Sadie, good idea to try small projects first. I have to remember to pace myself. I want to just jump in and do something really neat. I am not afraid to try new things tho so that is good. I make mistakes and learn from them that way. I am really interested in learning all I can about quilting. I have dabbled with baby quilts and lap blankets thru the years. I have always had quilted everything. Which is prolly why I never attempted anything bigger. It takes alot of time and my hand cramps after awhile. So machine quilting will be awesome when I learn how to do it. I will check out the tutorials.
    Thanks

  7. #7
    Super Member OKLAHOMA PEACH's Avatar
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    Brother takes a generic foot, mine cost $9.00 at local sewing machine repair shop. Need to know how far rod is from plate and if slanted or not.

  8. #8
    Member Sistergoldenhair's Avatar
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    thepolyparrot, where do you find those $3 feet? The ones on the brother site are quite pricey.

    I am going to start with my machine I have, then if things go well maybe I can look into buying a new machine next year. My husband will prolly kill me if I bought another machine this year. Since my embroidery one was so expensive. But if I show him what I learn from everyone this year maybe he will let me get it next year. \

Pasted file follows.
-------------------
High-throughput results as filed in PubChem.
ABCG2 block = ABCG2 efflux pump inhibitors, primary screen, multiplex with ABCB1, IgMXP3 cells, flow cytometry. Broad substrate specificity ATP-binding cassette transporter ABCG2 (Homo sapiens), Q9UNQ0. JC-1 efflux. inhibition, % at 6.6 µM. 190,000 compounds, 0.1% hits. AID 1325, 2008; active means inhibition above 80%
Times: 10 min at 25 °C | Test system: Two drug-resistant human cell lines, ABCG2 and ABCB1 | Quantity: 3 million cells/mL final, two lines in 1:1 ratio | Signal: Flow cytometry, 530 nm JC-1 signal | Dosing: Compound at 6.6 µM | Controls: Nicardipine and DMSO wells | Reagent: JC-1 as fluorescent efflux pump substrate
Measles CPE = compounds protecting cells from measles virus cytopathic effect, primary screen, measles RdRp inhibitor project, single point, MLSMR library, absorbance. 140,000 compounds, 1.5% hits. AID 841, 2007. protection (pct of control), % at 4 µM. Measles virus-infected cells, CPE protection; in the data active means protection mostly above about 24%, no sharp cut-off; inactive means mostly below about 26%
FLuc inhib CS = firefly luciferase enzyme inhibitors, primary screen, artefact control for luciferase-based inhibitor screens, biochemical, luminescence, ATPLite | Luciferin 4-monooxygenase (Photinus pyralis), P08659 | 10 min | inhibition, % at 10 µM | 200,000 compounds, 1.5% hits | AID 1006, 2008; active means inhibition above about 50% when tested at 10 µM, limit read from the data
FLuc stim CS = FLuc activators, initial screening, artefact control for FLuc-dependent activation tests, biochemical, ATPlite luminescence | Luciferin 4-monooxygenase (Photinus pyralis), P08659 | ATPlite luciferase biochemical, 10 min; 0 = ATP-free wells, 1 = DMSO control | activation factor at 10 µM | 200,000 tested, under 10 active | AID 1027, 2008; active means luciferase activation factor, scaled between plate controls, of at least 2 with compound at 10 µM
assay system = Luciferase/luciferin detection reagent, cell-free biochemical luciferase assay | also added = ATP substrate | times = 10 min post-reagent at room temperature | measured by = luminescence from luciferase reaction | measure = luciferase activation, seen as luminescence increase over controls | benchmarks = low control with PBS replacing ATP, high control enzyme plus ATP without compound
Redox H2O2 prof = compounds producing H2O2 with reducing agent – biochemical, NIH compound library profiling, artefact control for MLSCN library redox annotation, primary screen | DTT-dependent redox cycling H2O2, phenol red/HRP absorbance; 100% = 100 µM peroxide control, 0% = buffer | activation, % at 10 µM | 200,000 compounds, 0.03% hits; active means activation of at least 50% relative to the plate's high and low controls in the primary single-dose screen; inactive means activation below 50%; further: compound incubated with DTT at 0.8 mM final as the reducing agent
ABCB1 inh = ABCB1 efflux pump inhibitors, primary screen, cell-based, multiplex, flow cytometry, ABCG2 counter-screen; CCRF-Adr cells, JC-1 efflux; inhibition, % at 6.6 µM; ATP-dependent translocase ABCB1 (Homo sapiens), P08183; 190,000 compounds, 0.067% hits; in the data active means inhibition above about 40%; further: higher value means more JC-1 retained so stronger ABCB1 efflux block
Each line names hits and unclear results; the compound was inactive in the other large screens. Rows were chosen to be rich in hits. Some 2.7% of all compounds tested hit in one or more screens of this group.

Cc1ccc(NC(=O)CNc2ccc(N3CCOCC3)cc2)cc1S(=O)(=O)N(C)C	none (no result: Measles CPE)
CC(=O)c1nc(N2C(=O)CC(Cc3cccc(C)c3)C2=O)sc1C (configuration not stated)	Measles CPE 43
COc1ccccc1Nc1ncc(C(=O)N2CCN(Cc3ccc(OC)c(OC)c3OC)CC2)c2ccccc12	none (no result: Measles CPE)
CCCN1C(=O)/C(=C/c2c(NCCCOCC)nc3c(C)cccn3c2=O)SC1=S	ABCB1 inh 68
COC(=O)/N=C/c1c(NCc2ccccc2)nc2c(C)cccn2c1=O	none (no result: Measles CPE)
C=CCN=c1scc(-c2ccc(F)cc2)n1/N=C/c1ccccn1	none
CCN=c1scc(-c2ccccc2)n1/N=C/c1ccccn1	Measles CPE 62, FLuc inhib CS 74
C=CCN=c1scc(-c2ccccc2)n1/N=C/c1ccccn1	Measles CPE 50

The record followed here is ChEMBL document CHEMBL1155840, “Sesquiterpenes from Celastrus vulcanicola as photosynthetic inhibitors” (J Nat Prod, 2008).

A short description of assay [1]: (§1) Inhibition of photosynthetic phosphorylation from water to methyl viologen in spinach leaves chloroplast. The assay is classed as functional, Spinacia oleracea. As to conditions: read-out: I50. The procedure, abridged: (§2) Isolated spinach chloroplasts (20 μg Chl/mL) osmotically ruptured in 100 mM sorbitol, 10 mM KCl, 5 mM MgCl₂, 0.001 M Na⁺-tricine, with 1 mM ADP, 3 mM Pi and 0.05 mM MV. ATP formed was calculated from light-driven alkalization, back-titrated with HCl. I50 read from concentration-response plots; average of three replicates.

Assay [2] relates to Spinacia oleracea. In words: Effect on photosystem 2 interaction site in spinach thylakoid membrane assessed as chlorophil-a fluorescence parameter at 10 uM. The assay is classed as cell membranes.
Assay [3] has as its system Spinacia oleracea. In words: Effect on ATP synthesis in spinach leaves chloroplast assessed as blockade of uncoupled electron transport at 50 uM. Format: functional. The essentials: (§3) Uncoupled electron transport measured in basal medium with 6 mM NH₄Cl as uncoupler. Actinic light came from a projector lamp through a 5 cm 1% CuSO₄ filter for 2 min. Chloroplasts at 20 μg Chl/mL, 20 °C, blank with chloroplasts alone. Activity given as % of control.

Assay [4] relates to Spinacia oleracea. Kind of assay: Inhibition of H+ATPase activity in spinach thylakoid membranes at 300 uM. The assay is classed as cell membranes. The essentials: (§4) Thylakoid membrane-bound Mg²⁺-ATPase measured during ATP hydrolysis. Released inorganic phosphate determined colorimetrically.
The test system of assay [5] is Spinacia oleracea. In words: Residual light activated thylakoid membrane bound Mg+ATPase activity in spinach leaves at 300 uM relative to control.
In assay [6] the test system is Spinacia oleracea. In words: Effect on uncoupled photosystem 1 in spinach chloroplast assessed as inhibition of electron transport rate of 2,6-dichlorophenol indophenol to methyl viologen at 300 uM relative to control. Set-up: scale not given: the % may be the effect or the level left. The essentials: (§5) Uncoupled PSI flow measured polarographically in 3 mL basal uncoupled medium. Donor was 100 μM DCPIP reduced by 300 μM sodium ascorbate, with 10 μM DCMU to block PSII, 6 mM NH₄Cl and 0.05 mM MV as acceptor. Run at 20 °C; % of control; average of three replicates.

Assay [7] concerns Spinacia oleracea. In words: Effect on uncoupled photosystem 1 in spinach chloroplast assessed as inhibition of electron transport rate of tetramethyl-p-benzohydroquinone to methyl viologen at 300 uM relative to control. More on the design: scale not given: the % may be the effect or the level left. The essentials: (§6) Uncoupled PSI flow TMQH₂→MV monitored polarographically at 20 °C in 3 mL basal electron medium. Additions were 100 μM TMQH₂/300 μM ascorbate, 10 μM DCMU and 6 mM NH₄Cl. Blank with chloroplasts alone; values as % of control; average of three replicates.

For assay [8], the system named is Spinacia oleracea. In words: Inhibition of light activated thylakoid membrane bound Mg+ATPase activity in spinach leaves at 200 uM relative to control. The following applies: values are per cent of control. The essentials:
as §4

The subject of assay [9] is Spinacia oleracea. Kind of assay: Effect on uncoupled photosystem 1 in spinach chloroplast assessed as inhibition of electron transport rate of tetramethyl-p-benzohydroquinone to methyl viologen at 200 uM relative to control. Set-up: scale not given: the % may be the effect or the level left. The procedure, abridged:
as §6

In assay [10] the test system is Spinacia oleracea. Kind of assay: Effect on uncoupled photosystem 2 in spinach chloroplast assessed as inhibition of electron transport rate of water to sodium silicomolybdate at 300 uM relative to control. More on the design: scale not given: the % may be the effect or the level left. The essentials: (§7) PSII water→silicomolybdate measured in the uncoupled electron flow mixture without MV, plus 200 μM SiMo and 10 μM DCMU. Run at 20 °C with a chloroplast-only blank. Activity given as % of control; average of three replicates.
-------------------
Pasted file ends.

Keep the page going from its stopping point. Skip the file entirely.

lol I am so giddy, I want to get started right away. But Im finishing a baby quilt for my daughters friend. When it is done Im going to try making a paper piece top and use my machine to quilt it.
    I LOVE SEWING!!!!!!!!!!!!!!!!!!!!!

  9. #9
    Member Sistergoldenhair's Avatar
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    So glad I asked about this. I am going to have to take a drive to town and check out the diff. quilt shops in the area.

  10. #10
    Super Member feline fanatic's Avatar
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    Hi Sister golden hair. Welcome to the board. You may also wish to see if your local library has Harriett Hargrave's book "Heirloom Machine quilting" or a book by Diane Gaudynski titled "Guide to Machine Quilting". Both books offer tons of great tips and ideas for FMQ including input on types of thread, needles, easy practice things to do to start, how to pin baste your sandwich together and loads more. I learned a lot from both and bought both used on Amazon for really cheap. I referred to them a lot.